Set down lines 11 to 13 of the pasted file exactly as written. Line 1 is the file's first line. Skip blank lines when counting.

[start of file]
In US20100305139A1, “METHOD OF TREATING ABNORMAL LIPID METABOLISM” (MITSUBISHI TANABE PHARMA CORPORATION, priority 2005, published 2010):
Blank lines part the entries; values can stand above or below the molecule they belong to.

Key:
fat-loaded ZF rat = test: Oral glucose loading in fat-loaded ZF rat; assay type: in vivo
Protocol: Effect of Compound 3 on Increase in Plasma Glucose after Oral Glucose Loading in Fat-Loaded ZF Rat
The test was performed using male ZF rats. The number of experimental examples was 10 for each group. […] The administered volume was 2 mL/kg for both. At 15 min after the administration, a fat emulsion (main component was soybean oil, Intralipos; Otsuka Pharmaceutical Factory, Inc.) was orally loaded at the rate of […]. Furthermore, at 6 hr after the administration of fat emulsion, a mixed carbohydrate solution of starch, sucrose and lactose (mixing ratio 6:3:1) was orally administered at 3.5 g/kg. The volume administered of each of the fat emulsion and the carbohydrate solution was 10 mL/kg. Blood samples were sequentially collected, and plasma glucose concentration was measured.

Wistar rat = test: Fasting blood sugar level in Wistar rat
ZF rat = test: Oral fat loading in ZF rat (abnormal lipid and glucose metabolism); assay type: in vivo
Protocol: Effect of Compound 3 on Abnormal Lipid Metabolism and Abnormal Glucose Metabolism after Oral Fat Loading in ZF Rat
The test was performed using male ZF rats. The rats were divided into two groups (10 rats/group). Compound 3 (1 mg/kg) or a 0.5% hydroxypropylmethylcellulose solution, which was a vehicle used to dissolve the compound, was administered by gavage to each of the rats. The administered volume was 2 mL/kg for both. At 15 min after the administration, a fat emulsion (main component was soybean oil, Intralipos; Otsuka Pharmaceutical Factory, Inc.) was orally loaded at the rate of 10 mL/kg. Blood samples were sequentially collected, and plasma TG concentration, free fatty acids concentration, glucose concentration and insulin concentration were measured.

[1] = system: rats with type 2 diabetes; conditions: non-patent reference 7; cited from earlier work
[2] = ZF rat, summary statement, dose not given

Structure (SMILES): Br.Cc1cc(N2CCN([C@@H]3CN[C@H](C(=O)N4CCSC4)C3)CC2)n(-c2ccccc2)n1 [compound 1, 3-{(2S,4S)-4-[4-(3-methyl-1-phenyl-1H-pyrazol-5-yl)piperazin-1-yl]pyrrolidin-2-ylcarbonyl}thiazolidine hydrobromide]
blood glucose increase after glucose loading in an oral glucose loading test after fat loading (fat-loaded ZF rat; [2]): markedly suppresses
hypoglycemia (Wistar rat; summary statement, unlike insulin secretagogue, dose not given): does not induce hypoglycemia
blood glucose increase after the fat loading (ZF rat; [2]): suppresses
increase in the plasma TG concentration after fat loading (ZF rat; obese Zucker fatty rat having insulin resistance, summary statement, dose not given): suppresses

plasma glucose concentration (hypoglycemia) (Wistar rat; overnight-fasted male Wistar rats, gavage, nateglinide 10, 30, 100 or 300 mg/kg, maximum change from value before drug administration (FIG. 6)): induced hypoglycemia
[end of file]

[1] = system: rats with type 2 diabetes; conditions: non-patent reference 7; cited from earlier work
[2] = ZF rat, summary statement, dose not given

Structure (SMILES): Br.Cc1cc(N2CCN([C@@H]3CN[C@H](C(=O)N4CCSC4)C3)CC2)n(-c2ccccc2)n1 [compound 1, 3-{(2S,4S)-4-[4-(3-methyl-1-phenyl-1H-pyrazol-5-yl)piperazin-1-yl]pyrrolidin-2-ylcarbonyl}thiazolidine hydrobromide]